New community fund to support Southern Lakes connection and mental wellbeing
Got a great idea for a community activity that promotes the Mental Health Foundation’s Five Ways to Wellbeing?
A new fund designed to support community mental wellbeing initiatives across the Southern Lakes region has been launched by the Te Hau Toka Southern Lakes Wellbeing Group today (10 November).
Called “Connecting Communities”, the fund is designed to support community-led activities and events across Queenstown, Wānaka, Cromwell, and Te Anau/Fiordland that improve mental wellbeing and encourage people to come together and Connect, Be Active, Keep Learning, Take Notice and Give.
Eligible not-for-profit organisations and groups can apply for up to $1,000 (GST inclusive) per round to assist with funding their activity or event. There are three funding rounds per year with the first opening tomorrow, 11 November, and closing on 22 November.
Broadly, Te Hau Toka is looking for activities and events to fund, or contribute to, that:
- Engage positively with the local community
- Support mental wellbeing
- Align with one or more of the Five Ways to Wellbeing and Te Whare Tapa Wha
- Are delivered in Queenstown, Wānaka, Cromwell, or Te Anau/Fiordland.
Any events or activities will also be expected to comply with COVID-19 restrictions.
Te Hau Toka Group Chair, Adell Cox, says that the Connecting Communities fund will enable local communities to invest more in their mental wellbeing which will “hopefully boost our collective resilience now and for the future”.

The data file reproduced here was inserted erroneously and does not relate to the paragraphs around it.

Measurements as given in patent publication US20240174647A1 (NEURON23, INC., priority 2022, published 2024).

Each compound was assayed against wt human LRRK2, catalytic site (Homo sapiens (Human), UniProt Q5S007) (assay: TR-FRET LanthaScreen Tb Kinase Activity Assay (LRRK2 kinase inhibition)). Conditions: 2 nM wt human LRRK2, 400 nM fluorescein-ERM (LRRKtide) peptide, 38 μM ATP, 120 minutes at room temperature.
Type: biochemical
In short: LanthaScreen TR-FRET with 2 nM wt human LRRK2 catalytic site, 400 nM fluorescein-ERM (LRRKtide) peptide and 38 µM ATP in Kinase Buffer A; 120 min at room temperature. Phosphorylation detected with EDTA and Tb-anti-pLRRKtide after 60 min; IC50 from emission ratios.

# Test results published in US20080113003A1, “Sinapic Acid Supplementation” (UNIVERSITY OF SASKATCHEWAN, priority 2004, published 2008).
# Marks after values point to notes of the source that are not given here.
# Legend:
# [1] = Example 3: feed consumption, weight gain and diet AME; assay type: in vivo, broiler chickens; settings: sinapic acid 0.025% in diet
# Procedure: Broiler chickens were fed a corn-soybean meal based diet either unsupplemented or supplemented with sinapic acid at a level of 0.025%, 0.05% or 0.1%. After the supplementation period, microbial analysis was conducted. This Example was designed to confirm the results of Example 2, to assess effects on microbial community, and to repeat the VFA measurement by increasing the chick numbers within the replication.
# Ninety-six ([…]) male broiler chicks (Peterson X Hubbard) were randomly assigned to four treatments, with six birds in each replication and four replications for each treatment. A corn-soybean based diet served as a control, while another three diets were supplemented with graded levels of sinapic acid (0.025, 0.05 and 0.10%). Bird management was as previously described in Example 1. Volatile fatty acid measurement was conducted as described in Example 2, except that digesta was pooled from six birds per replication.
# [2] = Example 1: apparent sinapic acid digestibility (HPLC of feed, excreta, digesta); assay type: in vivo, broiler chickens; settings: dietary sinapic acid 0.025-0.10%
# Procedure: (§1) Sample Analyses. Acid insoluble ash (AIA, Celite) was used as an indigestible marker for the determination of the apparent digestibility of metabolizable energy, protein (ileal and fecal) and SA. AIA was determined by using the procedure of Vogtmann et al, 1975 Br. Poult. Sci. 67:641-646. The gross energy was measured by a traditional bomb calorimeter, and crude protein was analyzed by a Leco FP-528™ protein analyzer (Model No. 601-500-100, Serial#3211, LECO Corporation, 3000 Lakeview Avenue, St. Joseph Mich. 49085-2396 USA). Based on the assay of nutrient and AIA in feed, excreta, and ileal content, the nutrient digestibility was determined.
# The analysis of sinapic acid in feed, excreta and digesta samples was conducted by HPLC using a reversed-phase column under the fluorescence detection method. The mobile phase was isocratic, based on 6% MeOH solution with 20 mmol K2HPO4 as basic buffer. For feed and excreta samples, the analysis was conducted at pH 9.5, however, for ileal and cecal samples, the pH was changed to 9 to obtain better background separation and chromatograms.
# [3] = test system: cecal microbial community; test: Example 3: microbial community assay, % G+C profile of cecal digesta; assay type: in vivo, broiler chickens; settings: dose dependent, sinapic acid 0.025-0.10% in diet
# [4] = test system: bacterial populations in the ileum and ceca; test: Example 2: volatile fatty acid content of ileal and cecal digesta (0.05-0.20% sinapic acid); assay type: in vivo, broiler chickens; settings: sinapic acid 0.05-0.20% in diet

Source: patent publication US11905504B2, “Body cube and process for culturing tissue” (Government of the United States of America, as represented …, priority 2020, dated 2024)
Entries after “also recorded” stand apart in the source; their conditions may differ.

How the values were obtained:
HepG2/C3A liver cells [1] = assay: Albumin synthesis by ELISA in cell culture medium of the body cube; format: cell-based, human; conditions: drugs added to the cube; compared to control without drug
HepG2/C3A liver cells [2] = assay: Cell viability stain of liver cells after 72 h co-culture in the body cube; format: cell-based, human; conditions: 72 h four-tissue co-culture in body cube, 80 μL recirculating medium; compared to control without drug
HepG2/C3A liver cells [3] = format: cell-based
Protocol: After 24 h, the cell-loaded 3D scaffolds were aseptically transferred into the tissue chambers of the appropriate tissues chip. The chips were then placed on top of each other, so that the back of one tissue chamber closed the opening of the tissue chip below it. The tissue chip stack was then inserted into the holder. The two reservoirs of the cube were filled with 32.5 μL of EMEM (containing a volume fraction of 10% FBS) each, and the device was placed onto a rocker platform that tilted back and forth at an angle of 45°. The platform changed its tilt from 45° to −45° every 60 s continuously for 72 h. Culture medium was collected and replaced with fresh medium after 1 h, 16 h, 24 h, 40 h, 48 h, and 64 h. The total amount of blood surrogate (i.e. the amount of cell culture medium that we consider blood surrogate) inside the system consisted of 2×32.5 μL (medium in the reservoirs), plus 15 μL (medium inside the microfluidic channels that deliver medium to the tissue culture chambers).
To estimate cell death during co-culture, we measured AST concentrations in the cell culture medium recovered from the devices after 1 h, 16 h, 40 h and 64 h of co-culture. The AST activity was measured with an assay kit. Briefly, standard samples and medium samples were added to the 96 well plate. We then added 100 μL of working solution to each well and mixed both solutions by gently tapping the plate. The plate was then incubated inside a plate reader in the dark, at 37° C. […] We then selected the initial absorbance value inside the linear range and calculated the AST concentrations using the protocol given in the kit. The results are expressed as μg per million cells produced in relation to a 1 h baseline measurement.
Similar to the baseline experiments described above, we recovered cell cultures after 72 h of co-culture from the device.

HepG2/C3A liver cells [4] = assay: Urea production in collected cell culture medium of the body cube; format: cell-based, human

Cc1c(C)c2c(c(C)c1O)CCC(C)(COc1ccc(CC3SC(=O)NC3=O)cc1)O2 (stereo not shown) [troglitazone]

“The continuing uncertainty and stress of COVID has taken a toll on our mental health so this fund is designed to encourage people to find ways to connect, look after themselves and each other, and have some fun.
“We’d love to hear from all corners of the Southern Lakes communities about what people think would work best for them. It could be anything from games equipment for their community to an in-person or online event - or a component of a larger event - which connects people, supports mindfulness, encourages them to be active, enjoy nature, or learn a new skill.”
More details about the Connecting Communities fund, including how to apply, can be found online at www.southernhealth.nz/tehautoka.
The Connecting Communities fund is part of a $3 million Government fund and the Ministry of Business Innovation and Employment (MBIE)’s Tourism Communities: Support, Recovery and Re-set Plan. It’s enabling Te Hau Toka to help support, promote and protect the social and mental wellbeing of people living in Queenstown, Wānaka, Cromwell and Te Anau/Fiordland, and assist with addressing the ongoing negative effects of COVID-19.
Te Hau Toka is currently working through a process to evaluate and support more initiatives across the region in order to direct the MBIE funding to where it’s needed most. A recent example was boosting Queenstown Lakes District Council’s new Get Active community grant to enable more local organisations to support health and wellbeing in the community.
Te Hau Toka is also working with affected communities and mental health experts to co-design a plan by December 2021 that best suits local wellbeing needs.
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Jen Andrews email@example.com